The Horror in Libya, Slavery in the 21st Century
November 30, 2017
S. Okey Mbonu
I was barely settling down to approve the release of our painstaking reports from an exhaustive working tour of Nigeria, when I was confronted by an even greater horror, the horrific slave trade in Libya.
This matter is of epic historic proportions; and it falls right into the territory of the Trans-Atlantic Slave Trade. However, this time, it is Africans dealing Africans, and human beings from a resource-endowed country, offering themselves as slaves to the highest bidder, in a neighboring African country. Some of the “slaves” stated, “The government (of their countries of origin) has failed them”; some also said they “would rather die than return “to their country)”.
This is the most serious crisis that has confronted Sub-Saharan Africa since the end of the European Trans-Atlantic Slave Trade, it is a complete indictment of the leaders of this “source countries”, and they know who they are.
Investigative reports by CNN and other credible sources, from Libya and elsewhere, featuring photo and video evidence from the Sahara Desert, and the Mediterranean, have unearthed what has caused every black person in the world to recoil in rage and anguish; except perhaps the leaders of what appears to be the chief supplier country.
However, this is no time for blames or harsh rhetoric, since the government and relevant officials of Nigeria and other countries seem to be at a loss as to what do; this is a time for the immediate implementation of the below:
- The Nigerian Foreign Minister Mr. Geoffrey Onyeama should be summoning the Libyan diplomatic delegation in Nigeria and demanding an immediate answer to the ongoing horror.
- The Nigerian government should be lodging an immediate complaint at the UN and its Security Council for an emergency session to deal decisively with this matter.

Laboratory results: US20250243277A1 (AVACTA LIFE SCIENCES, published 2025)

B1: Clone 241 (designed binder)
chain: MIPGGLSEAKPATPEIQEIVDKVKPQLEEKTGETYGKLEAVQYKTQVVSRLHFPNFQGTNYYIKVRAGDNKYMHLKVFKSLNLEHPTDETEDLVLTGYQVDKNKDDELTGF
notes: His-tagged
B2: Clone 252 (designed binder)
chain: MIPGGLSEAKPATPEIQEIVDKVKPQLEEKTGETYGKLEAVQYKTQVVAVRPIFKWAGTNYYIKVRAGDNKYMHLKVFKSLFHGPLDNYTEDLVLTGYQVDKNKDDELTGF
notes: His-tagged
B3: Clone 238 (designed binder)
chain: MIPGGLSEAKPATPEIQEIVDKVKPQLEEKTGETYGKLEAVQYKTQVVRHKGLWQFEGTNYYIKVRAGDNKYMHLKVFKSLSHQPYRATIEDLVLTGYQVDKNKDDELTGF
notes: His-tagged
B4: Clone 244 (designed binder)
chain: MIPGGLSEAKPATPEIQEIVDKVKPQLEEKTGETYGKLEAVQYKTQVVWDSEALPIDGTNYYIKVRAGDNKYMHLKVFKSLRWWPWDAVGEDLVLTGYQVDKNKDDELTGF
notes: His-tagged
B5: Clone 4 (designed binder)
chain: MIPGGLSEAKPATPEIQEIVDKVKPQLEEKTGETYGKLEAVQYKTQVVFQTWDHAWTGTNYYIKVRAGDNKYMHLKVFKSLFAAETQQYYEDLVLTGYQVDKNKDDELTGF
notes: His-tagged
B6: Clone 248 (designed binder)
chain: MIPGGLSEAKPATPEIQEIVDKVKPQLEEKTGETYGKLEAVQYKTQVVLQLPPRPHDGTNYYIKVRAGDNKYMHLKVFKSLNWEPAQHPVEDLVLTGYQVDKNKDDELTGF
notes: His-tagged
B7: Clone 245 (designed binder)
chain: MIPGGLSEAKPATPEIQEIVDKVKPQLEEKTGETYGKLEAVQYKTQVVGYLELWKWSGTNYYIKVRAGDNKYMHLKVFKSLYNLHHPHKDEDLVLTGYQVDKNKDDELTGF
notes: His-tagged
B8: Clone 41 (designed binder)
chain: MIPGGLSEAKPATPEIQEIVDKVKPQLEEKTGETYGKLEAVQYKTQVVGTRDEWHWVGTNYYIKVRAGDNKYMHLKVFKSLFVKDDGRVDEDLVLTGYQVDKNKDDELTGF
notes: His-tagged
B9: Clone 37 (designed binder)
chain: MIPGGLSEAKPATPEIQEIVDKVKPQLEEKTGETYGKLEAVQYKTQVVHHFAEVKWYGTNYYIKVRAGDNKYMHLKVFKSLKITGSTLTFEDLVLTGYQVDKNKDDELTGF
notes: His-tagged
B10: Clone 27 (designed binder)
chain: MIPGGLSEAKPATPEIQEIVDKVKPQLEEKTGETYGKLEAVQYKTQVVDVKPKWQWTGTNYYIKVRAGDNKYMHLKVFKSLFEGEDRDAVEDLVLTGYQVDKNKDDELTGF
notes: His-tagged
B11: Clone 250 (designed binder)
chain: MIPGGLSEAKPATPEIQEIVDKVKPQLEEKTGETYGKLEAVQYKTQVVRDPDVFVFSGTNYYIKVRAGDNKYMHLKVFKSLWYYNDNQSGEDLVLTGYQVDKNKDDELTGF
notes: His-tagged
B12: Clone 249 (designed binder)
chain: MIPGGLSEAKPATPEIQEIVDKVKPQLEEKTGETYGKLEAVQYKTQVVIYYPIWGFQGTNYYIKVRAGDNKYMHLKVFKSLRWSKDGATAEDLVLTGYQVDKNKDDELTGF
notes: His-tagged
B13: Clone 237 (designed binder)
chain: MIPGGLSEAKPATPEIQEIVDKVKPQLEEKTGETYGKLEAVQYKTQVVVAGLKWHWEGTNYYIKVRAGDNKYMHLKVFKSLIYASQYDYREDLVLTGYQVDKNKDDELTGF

- The Nigerian government and other governments with smaller populations among the victims should be sending charted planes to Libya non-stop until all its citizens are out of Libya.
- An immediate sensitization program should commence across Nigeria, most especially in the “source states” of the victims, especially “Edo State” Nigeria. It is a paradox to see how far the famous Bini Empire has fallen, considering that this particular region now seems to be exporting bona fide sex slaves and now young men to Europe.
- The national and state legislature of the affected states “must” urgently pass laws that will provide for stiff penalties for the traffickers, and also the parents of the under 21 girls that facilitate this dangerous trend in migration. We have credible information that some of the parents are complicit in arranging these horrendous journeys.
- The Foreign Minister of Nigeria may have actually engaged in “dereliction of duty”, by not reacting swiftly to this matter, it is questionable that he is able to do this job.
In conclusion, the image of all sub-Saharan Africans, including African-Americans; are at stake in this matter. Anything less than a swift reaction from the countries at stake, threatens to reinvigorate the trauma and complexes of Trans-Atlantic Slave Trade, for which many black people in the world are still traumatized by, to this day.
S. Okey Mbonu
S. Okey Mbonu is one of Washington DC’s most influential Africa policy experts. Mbonu is Executive Director at the Nigerian-American Leadership Council. He has provided expert testimony at Washington institutions, including at the US Congress, Woodrow Wilson Center for International Studies, Organization of American States, MSNBC, NBC, CNN Al Jazeera, Voice of America, and others. He has been described as a powerful and important voice in the Nigerian-American community by the US media giant MSNBC.